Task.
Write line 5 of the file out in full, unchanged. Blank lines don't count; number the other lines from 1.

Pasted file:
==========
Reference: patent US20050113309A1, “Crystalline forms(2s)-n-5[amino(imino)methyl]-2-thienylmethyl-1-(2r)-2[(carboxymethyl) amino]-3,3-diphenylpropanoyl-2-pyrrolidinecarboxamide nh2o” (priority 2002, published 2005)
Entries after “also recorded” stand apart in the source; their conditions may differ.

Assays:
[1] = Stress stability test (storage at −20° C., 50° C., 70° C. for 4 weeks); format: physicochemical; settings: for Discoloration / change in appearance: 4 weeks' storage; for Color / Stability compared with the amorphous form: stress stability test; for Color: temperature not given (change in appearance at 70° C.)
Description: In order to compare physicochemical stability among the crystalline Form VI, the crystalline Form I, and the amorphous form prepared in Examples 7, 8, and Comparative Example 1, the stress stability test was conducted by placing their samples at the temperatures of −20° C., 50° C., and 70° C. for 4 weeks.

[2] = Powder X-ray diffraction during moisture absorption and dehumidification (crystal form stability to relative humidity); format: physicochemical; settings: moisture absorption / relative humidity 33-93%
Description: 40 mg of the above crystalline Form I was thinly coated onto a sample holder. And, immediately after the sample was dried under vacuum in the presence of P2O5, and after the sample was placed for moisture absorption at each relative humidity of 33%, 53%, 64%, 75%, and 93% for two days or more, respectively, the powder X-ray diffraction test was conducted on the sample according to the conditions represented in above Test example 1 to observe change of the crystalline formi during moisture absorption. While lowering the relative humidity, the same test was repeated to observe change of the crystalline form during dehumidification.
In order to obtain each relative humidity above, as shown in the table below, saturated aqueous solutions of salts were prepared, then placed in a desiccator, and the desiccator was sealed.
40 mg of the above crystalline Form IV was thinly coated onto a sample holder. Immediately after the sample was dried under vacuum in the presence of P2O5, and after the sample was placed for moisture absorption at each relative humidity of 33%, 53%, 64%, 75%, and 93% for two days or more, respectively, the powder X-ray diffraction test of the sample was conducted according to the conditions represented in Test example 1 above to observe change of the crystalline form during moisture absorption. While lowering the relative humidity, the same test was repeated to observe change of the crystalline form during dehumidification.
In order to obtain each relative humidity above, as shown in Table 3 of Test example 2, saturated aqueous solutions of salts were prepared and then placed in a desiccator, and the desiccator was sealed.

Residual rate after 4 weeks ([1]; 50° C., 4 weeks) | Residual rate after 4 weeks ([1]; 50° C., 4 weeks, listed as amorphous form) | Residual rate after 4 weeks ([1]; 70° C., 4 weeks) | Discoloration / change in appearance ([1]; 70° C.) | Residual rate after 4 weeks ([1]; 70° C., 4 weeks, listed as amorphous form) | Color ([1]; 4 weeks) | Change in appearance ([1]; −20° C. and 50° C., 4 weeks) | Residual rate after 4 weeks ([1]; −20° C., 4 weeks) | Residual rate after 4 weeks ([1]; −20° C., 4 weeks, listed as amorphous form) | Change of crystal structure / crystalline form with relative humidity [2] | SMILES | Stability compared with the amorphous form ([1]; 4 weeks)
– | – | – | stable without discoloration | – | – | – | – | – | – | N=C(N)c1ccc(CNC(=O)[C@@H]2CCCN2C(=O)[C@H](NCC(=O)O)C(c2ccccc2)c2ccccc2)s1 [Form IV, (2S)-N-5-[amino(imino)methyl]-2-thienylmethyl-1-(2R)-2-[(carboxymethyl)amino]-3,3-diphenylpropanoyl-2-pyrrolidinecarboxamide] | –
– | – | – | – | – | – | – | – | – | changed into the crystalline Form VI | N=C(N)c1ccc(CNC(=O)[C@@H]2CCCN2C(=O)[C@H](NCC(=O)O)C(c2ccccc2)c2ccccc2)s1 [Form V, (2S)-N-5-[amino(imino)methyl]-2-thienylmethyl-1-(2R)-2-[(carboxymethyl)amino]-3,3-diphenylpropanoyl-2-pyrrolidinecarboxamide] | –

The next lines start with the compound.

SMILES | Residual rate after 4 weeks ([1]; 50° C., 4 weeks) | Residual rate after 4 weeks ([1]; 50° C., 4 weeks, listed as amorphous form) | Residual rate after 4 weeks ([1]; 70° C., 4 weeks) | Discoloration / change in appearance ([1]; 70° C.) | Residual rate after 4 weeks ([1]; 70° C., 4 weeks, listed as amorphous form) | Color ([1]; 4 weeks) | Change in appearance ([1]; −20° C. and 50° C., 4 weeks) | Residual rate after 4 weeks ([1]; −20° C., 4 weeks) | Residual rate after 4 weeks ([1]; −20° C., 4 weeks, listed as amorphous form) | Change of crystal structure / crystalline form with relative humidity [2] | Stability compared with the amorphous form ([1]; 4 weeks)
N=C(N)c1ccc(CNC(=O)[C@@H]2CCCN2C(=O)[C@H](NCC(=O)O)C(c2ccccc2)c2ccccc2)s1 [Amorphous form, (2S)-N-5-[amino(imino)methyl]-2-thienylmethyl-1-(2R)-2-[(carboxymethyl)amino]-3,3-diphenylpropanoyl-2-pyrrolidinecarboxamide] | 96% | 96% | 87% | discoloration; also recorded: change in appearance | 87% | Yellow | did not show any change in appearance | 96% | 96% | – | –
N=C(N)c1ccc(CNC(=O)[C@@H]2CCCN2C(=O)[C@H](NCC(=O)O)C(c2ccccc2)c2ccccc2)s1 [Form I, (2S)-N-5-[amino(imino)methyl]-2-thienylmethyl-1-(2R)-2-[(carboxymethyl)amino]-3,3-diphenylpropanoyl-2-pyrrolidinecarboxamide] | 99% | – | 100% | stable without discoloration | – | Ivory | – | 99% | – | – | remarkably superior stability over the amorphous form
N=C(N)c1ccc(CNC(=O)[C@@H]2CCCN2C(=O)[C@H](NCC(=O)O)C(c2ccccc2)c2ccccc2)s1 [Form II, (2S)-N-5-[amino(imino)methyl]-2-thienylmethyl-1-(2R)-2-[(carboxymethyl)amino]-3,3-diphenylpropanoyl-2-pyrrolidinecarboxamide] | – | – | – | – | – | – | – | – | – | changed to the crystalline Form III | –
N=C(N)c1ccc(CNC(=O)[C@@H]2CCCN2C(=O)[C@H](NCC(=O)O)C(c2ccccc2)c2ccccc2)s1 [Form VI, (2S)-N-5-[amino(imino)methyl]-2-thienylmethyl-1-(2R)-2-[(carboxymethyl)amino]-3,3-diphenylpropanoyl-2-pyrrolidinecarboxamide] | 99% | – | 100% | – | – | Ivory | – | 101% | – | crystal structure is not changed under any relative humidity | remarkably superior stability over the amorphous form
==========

Description: In order to compare physicochemical stability among the crystalline Form VI, the crystalline Form I, and the amorphous form prepared in Examples 7, 8, and Comparative Example 1, the stress stability test was conducted by placing their samples at the temperatures of −20° C., 50° C., and 70° C. for 4 weeks.